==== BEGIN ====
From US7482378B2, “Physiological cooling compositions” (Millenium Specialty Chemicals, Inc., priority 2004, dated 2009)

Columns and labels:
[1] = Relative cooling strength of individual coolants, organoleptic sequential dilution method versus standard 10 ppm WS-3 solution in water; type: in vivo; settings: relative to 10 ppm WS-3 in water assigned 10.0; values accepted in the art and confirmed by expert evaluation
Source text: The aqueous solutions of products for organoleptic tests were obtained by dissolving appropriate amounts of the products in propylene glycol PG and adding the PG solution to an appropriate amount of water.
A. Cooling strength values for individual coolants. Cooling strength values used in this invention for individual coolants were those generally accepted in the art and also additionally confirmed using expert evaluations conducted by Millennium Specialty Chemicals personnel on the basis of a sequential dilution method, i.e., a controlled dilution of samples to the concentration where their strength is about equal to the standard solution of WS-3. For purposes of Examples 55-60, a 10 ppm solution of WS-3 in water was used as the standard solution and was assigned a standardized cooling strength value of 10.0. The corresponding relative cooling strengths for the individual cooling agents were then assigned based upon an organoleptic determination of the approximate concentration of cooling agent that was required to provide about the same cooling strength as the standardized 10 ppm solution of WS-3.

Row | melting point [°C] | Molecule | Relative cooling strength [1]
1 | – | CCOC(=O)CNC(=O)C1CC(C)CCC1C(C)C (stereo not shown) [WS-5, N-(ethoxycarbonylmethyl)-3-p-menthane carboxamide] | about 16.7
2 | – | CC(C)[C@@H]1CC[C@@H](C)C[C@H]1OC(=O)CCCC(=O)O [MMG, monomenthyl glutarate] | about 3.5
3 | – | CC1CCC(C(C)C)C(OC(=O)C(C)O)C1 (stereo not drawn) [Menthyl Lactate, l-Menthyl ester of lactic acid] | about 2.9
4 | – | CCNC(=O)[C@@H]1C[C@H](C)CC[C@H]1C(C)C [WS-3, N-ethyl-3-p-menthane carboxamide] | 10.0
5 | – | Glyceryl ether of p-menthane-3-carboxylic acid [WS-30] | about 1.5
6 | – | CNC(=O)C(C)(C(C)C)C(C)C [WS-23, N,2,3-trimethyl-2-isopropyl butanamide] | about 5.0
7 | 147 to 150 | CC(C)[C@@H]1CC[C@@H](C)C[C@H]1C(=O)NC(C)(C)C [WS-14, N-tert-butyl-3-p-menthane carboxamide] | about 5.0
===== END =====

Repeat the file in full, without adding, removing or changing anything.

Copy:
From US7482378B2, “Physiological cooling compositions” (Millenium Specialty Chemicals, Inc., priority 2004, dated 2009)

Columns and labels:
[1] = Relative cooling strength of individual coolants, organoleptic sequential dilution method versus standard 10 ppm WS-3 solution in water; type: in vivo; settings: relative to 10 ppm WS-3 in water assigned 10.0; values accepted in the art and confirmed by expert evaluation
Source text: The aqueous solutions of products for organoleptic tests were obtained by dissolving appropriate amounts of the products in propylene glycol PG and adding the PG solution to an appropriate amount of water.
A. Cooling strength values for individual coolants. Cooling strength values used in this invention for individual coolants were those generally accepted in the art and also additionally confirmed using expert evaluations conducted by Millennium Specialty Chemicals personnel on the basis of a sequential dilution method, i.e., a controlled dilution of samples to the concentration where their strength is about equal to the standard solution of WS-3. For purposes of Examples 55-60, a 10 ppm solution of WS-3 in water was used as the standard solution and was assigned a standardized cooling strength value of 10.0. The corresponding relative cooling strengths for the individual cooling agents were then assigned based upon an organoleptic determination of the approximate concentration of cooling agent that was required to provide about the same cooling strength as the standardized 10 ppm solution of WS-3.

Row | melting point [°C] | Molecule | Relative cooling strength [1]
1 | – | CCOC(=O)CNC(=O)C1CC(C)CCC1C(C)C (stereo not shown) [WS-5, N-(ethoxycarbonylmethyl)-3-p-menthane carboxamide] | about 16.7
2 | – | CC(C)[C@@H]1CC[C@@H](C)C[C@H]1OC(=O)CCCC(=O)O [MMG, monomenthyl glutarate] | about 3.5
3 | – | CC1CCC(C(C)C)C(OC(=O)C(C)O)C1 (stereo not drawn) [Menthyl Lactate, l-Menthyl ester of lactic acid] | about 2.9
4 | – | CCNC(=O)[C@@H]1C[C@H](C)CC[C@H]1C(C)C [WS-3, N-ethyl-3-p-menthane carboxamide] | 10.0
5 | – | Glyceryl ether of p-menthane-3-carboxylic acid [WS-30] | about 1.5
6 | – | CNC(=O)C(C)(C(C)C)C(C)C [WS-23, N,2,3-trimethyl-2-isopropyl butanamide] | about 5.0
7 | 147 to 150 | CC(C)[C@@H]1CC[C@@H](C)C[C@H]1C(=O)NC(C)(C)C [WS-14, N-tert-butyl-3-p-menthane carboxamide] | about 5.0